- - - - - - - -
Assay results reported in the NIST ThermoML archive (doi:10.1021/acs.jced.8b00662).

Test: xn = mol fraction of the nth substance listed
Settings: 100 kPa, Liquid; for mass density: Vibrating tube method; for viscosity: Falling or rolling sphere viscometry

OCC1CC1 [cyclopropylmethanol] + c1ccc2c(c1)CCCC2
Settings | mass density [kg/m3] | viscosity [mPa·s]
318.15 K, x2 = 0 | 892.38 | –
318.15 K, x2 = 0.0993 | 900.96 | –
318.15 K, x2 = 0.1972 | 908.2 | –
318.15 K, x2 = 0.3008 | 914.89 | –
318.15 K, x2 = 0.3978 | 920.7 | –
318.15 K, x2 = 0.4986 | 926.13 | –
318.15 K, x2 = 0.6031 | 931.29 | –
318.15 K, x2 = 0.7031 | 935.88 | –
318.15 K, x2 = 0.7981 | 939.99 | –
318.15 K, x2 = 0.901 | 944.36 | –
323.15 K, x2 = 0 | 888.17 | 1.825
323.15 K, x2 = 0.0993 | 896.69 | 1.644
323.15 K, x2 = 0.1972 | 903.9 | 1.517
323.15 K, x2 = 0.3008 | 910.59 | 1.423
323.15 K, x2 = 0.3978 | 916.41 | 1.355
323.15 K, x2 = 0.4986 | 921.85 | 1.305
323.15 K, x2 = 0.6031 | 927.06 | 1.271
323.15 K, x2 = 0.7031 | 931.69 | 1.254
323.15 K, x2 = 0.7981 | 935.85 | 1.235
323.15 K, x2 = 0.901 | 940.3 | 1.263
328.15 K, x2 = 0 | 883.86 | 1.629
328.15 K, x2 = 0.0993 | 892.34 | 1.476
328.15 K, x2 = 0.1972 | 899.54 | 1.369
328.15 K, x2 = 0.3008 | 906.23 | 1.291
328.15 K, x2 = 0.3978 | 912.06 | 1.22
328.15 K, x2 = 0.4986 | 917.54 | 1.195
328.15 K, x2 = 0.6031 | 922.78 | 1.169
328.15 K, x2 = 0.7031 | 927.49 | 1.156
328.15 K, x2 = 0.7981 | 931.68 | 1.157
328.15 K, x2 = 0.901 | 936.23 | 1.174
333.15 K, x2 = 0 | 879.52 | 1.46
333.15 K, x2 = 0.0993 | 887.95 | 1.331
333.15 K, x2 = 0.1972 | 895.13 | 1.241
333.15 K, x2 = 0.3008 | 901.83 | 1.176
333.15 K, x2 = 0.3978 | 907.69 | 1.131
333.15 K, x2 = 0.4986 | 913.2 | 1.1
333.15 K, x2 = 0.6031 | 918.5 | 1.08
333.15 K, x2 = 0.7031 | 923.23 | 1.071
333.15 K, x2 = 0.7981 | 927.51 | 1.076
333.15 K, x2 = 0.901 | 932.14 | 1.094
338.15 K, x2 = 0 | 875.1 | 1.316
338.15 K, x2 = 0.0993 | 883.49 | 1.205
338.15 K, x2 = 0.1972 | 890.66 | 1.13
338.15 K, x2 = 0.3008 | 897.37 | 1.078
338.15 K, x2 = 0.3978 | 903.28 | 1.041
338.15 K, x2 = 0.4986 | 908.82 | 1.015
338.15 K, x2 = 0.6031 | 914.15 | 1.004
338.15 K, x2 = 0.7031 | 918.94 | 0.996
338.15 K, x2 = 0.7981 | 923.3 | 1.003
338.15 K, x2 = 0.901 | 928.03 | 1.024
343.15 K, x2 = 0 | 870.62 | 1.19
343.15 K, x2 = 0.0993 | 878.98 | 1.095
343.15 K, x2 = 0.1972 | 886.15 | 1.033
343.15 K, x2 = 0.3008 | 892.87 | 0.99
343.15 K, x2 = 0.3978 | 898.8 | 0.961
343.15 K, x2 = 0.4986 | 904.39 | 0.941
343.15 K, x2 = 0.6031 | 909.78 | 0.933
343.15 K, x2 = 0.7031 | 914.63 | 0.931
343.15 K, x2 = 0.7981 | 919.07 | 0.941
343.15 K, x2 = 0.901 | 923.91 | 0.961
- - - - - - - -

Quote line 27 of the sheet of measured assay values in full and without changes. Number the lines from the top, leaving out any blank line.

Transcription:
328.15 K, x2 = 0.0993 | 892.34 | 1.476